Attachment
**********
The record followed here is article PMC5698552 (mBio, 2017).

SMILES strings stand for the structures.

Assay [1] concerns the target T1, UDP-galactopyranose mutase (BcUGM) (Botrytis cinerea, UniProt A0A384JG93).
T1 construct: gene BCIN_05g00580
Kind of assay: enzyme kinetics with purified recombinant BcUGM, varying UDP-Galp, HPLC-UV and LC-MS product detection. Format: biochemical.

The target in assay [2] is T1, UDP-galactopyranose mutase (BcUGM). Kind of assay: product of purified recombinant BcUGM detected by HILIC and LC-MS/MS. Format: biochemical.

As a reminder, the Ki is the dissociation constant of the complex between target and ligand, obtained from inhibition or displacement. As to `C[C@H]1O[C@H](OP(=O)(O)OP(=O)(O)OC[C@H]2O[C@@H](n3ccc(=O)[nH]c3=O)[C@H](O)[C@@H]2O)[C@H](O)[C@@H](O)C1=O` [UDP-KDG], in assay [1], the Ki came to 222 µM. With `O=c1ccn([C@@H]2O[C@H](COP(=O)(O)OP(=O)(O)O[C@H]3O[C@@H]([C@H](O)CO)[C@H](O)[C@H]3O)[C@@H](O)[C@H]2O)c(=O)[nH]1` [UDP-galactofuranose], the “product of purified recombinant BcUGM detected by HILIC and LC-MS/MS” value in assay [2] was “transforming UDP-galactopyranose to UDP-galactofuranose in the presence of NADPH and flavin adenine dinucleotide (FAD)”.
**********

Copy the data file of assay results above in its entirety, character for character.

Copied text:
The record followed here is article PMC5698552 (mBio, 2017).

SMILES strings stand for the structures.

Assay [1] concerns the target T1, UDP-galactopyranose mutase (BcUGM) (Botrytis cinerea, UniProt A0A384JG93).
T1 construct: gene BCIN_05g00580
Kind of assay: enzyme kinetics with purified recombinant BcUGM, varying UDP-Galp, HPLC-UV and LC-MS product detection. Format: biochemical.

The target in assay [2] is T1, UDP-galactopyranose mutase (BcUGM). Kind of assay: product of purified recombinant BcUGM detected by HILIC and LC-MS/MS. Format: biochemical.

As a reminder, the Ki is the dissociation constant of the complex between target and ligand, obtained from inhibition or displacement. As to `C[C@H]1O[C@H](OP(=O)(O)OP(=O)(O)OC[C@H]2O[C@@H](n3ccc(=O)[nH]c3=O)[C@H](O)[C@@H]2O)[C@H](O)[C@@H](O)C1=O` [UDP-KDG], in assay [1], the Ki came to 222 µM. With `O=c1ccn([C@@H]2O[C@H](COP(=O)(O)OP(=O)(O)O[C@H]3O[C@@H]([C@H](O)CO)[C@H](O)[C@H]3O)[C@@H](O)[C@H]2O)c(=O)[nH]1` [UDP-galactofuranose], the “product of purified recombinant BcUGM detected by HILIC and LC-MS/MS” value in assay [2] was “transforming UDP-galactopyranose to UDP-galactofuranose in the presence of NADPH and flavin adenine dinucleotide (FAD)”.